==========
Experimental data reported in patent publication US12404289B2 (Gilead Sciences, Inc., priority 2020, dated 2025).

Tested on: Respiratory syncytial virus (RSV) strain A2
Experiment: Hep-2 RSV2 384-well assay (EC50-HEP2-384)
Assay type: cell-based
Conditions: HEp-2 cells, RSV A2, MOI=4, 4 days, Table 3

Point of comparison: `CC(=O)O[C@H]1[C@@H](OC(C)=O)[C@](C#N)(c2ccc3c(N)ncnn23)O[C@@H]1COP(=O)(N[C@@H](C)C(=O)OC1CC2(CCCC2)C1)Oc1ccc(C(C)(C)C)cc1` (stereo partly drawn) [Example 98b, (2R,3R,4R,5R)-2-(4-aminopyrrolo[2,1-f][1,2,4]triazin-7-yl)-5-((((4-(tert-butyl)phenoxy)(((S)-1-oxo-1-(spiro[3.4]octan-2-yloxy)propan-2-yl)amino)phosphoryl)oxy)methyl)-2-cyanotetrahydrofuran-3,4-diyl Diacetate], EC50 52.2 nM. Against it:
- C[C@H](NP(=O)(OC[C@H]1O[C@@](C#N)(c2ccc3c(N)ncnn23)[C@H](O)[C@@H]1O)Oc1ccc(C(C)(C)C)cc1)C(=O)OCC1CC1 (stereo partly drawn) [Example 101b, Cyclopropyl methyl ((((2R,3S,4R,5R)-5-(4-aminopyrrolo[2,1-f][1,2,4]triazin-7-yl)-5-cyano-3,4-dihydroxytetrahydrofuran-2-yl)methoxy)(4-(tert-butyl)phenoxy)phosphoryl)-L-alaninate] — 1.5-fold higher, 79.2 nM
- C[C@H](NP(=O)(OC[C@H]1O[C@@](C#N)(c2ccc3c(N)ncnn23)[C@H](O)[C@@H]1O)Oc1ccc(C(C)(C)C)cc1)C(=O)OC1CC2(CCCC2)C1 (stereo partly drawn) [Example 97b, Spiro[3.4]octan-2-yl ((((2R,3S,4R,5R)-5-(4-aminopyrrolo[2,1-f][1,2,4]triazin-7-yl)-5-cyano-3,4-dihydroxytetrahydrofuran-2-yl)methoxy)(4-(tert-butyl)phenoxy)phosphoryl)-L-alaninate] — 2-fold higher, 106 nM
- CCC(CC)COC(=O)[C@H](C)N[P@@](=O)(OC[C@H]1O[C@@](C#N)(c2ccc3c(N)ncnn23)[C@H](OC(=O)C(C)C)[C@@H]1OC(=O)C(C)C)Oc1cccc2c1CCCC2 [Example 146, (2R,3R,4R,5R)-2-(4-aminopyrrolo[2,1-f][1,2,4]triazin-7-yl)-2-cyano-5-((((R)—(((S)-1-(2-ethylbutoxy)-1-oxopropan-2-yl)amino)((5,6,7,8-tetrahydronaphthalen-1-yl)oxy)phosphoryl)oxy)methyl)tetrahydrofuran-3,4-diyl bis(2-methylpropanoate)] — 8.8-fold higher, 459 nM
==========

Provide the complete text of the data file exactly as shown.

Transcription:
Experimental data reported in patent publication US12404289B2 (Gilead Sciences, Inc., priority 2020, dated 2025).

Tested on: Respiratory syncytial virus (RSV) strain A2
Experiment: Hep-2 RSV2 384-well assay (EC50-HEP2-384)
Assay type: cell-based
Conditions: HEp-2 cells, RSV A2, MOI=4, 4 days, Table 3

Point of comparison: `CC(=O)O[C@H]1[C@@H](OC(C)=O)[C@](C#N)(c2ccc3c(N)ncnn23)O[C@@H]1COP(=O)(N[C@@H](C)C(=O)OC1CC2(CCCC2)C1)Oc1ccc(C(C)(C)C)cc1` (stereo partly drawn) [Example 98b, (2R,3R,4R,5R)-2-(4-aminopyrrolo[2,1-f][1,2,4]triazin-7-yl)-5-((((4-(tert-butyl)phenoxy)(((S)-1-oxo-1-(spiro[3.4]octan-2-yloxy)propan-2-yl)amino)phosphoryl)oxy)methyl)-2-cyanotetrahydrofuran-3,4-diyl Diacetate], EC50 52.2 nM. Against it:
- C[C@H](NP(=O)(OC[C@H]1O[C@@](C#N)(c2ccc3c(N)ncnn23)[C@H](O)[C@@H]1O)Oc1ccc(C(C)(C)C)cc1)C(=O)OCC1CC1 (stereo partly drawn) [Example 101b, Cyclopropyl methyl ((((2R,3S,4R,5R)-5-(4-aminopyrrolo[2,1-f][1,2,4]triazin-7-yl)-5-cyano-3,4-dihydroxytetrahydrofuran-2-yl)methoxy)(4-(tert-butyl)phenoxy)phosphoryl)-L-alaninate] — 1.5-fold higher, 79.2 nM
- C[C@H](NP(=O)(OC[C@H]1O[C@@](C#N)(c2ccc3c(N)ncnn23)[C@H](O)[C@@H]1O)Oc1ccc(C(C)(C)C)cc1)C(=O)OC1CC2(CCCC2)C1 (stereo partly drawn) [Example 97b, Spiro[3.4]octan-2-yl ((((2R,3S,4R,5R)-5-(4-aminopyrrolo[2,1-f][1,2,4]triazin-7-yl)-5-cyano-3,4-dihydroxytetrahydrofuran-2-yl)methoxy)(4-(tert-butyl)phenoxy)phosphoryl)-L-alaninate] — 2-fold higher, 106 nM
- CCC(CC)COC(=O)[C@H](C)N[P@@](=O)(OC[C@H]1O[C@@](C#N)(c2ccc3c(N)ncnn23)[C@H](OC(=O)C(C)C)[C@@H]1OC(=O)C(C)C)Oc1cccc2c1CCCC2 [Example 146, (2R,3R,4R,5R)-2-(4-aminopyrrolo[2,1-f][1,2,4]triazin-7-yl)-2-cyano-5-((((R)—(((S)-1-(2-ethylbutoxy)-1-oxopropan-2-yl)amino)((5,6,7,8-tetrahydronaphthalen-1-yl)oxy)phosphoryl)oxy)methyl)tetrahydrofuran-3,4-diyl bis(2-methylpropanoate)] — 8.8-fold higher, 459 nM